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Danish school traffic volunteers yelled at by motorists

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Ritzau/The Local - [email protected]
Danish school traffic volunteers yelled at by motorists
Danish school children who volunteer to help classmates cross roads risk the wrath of impatient drivers. Photo: Henning Bagger/Ritzau Scanpix

Children who volunteer to help their peers cross busy roads outside their schools in Denmark are likely to be subjected to the wrath of passing drivers, a new report has found.

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People who grew up in the United Kingdom might recall the presence of a “Lollipop Man” or “Lollipop Lady” at a road crossing near the entrance to their school.

This person is a local council employee clad in a high-visibility jacket and brandishing a large circular sign on the end of a stick (or ‘lollipop’), marked “STOP-CHILDREN”.

Their job is to help children cross the street by standing in the middle of the road and holding up traffic until everyone is safely across.

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In Denmark, this responsibility falls not to public sector workers but to older children from the schools themselves, who are appointed as a voluntary skolepatruljeelev or “school patrol student”.

The young volunteers stand in the middle of the road to help classmates across busy streets on their way to school.

But taking on such a responsibility comes with a risk of getting yelled at by impatient motorists, according to a report from traffic safety agency Rådet for Sikker Trafik.

One in four school patrol students have experienced angry reactions from drivers while performing their tasks, the agency found.

The safety organisation is set to launch a campaign entitled Pas godt på skolepatruljen (“Take Care of the School Patrol”), urging motorists and cyclists not to direct their rage at the young attendants. The campaign will take place in 78 of Denmark’s 98 municipalities.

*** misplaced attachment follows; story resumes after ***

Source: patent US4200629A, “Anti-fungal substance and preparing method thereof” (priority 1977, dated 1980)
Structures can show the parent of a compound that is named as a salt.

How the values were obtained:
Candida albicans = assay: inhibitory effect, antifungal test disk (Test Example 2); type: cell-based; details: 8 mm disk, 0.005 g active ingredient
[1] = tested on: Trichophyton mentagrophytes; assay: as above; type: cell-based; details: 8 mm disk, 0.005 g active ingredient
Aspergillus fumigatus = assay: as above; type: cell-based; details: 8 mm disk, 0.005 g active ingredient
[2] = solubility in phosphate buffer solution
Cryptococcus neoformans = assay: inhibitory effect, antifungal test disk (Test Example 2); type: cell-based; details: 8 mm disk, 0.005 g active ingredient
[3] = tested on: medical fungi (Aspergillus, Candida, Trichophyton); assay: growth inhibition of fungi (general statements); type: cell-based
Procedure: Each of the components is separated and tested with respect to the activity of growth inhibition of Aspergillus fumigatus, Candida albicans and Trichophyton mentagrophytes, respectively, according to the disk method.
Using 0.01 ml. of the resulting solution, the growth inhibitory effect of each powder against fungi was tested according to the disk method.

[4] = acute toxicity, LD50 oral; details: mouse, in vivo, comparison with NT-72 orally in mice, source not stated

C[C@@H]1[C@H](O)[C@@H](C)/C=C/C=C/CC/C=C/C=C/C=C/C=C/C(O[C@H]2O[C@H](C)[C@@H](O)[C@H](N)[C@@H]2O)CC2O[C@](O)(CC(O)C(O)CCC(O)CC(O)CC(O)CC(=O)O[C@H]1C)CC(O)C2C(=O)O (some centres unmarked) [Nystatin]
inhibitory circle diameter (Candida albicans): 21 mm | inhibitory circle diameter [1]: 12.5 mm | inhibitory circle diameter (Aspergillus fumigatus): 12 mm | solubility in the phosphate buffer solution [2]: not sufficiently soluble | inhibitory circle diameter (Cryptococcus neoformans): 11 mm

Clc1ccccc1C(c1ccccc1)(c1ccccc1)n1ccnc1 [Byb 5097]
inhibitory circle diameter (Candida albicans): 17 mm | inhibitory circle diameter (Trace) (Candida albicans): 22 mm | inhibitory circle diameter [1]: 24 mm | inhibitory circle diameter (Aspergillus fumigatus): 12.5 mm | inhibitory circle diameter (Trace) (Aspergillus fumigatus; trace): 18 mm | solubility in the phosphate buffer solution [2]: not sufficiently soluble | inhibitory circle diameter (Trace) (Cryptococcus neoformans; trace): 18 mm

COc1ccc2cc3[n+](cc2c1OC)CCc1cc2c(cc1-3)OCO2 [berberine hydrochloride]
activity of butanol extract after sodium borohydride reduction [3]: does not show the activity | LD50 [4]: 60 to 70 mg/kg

“School patrol students are really excellent because they do an important job for safety on school roads. Unfortunately, they sometimes experience impatient motorists who make comments or don’t follow their directions,” Lin Kofoed-Jensen, senior project leader with the traffic safety agency, said in a press statement.

“We must all find it within us to give school patrols time to carry out their work securely and safely,” she said.

The issue was found to be worst in the Greater Copenhagen region, where one in three patrol students said they had been on the receiving end of a blast from a car horn.

Nevertheless, nine out of ten volunteers who responded to the survey said they felt happy and safe to take part in patrol duties.

Many also said they felt they had learned about being responsible through the voluntary work.

Most school patrol students are in the 6th or 7th grades, equivalent to ages 12-13. A total of 2,085 students were asked about their experiences as part of the report.

READ ALSO: Why don’t Danish drivers stop at pedestrian crossings?

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